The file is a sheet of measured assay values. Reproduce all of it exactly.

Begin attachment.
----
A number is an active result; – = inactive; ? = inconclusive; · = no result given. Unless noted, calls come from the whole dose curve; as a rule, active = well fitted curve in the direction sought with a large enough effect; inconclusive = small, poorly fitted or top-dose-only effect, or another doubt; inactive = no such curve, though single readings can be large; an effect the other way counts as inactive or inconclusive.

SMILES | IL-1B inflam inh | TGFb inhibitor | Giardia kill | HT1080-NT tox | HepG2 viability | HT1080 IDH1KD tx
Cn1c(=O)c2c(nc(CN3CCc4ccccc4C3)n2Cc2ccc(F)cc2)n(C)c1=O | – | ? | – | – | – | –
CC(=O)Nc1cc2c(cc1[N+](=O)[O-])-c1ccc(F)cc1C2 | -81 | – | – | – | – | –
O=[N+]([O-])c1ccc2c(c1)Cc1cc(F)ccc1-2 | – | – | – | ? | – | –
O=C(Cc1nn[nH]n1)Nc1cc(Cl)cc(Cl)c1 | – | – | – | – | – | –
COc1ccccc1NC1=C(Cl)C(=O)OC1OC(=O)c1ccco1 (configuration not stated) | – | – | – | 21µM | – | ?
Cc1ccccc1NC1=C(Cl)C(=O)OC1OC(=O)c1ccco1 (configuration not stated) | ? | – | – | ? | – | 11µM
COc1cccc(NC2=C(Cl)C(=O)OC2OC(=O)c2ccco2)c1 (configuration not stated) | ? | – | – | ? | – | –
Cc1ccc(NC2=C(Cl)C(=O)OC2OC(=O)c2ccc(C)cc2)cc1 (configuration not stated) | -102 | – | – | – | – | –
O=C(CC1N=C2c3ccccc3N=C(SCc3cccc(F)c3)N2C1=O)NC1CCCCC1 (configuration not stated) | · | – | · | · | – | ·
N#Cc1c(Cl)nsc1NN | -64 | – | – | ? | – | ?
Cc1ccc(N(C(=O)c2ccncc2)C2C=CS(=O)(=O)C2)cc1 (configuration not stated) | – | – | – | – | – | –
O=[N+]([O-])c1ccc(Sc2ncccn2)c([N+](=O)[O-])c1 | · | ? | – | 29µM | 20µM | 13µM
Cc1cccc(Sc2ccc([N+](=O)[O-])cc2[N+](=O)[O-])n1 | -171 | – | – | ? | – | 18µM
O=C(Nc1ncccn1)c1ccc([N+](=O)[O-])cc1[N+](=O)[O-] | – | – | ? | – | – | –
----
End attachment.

A number is an active result; – = inactive; ? = inconclusive; · = no result given. Unless noted, calls come from the whole dose curve; as a rule, active = well fitted curve in the direction sought with a large enough effect; inconclusive = small, poorly fitted or top-dose-only effect, or another doubt; inactive = no such curve, though single readings can be large; an effect the other way counts as inactive or inconclusive.

SMILES | IL-1B inflam inh | TGFb inhibitor | Giardia kill | HT1080-NT tox | HepG2 viability | HT1080 IDH1KD tx
Cn1c(=O)c2c(nc(CN3CCc4ccccc4C3)n2Cc2ccc(F)cc2)n(C)c1=O | – | ? | – | – | – | –
CC(=O)Nc1cc2c(cc1[N+](=O)[O-])-c1ccc(F)cc1C2 | -81 | – | – | – | – | –
O=[N+]([O-])c1ccc2c(c1)Cc1cc(F)ccc1-2 | – | – | – | ? | – | –
O=C(Cc1nn[nH]n1)Nc1cc(Cl)cc(Cl)c1 | – | – | – | – | – | –
COc1ccccc1NC1=C(Cl)C(=O)OC1OC(=O)c1ccco1 (configuration not stated) | – | – | – | 21µM | – | ?
Cc1ccccc1NC1=C(Cl)C(=O)OC1OC(=O)c1ccco1 (configuration not stated) | ? | – | – | ? | – | 11µM
COc1cccc(NC2=C(Cl)C(=O)OC2OC(=O)c2ccco2)c1 (configuration not stated) | ? | – | – | ? | – | –
Cc1ccc(NC2=C(Cl)C(=O)OC2OC(=O)c2ccc(C)cc2)cc1 (configuration not stated) | -102 | – | – | – | – | –
O=C(CC1N=C2c3ccccc3N=C(SCc3cccc(F)c3)N2C1=O)NC1CCCCC1 (configuration not stated) | · | – | · | · | – | ·
N#Cc1c(Cl)nsc1NN | -64 | – | – | ? | – | ?
Cc1ccc(N(C(=O)c2ccncc2)C2C=CS(=O)(=O)C2)cc1 (configuration not stated) | – | – | – | – | – | –
O=[N+]([O-])c1ccc(Sc2ncccn2)c([N+](=O)[O-])c1 | · | ? | – | 29µM | 20µM | 13µM
Cc1cccc(Sc2ccc([N+](=O)[O-])cc2[N+](=O)[O-])n1 | -171 | – | – | ? | – | 18µM
O=C(Nc1ncccn1)c1ccc([N+](=O)[O-])cc1[N+](=O)[O-] | – | – | ? | – | – | –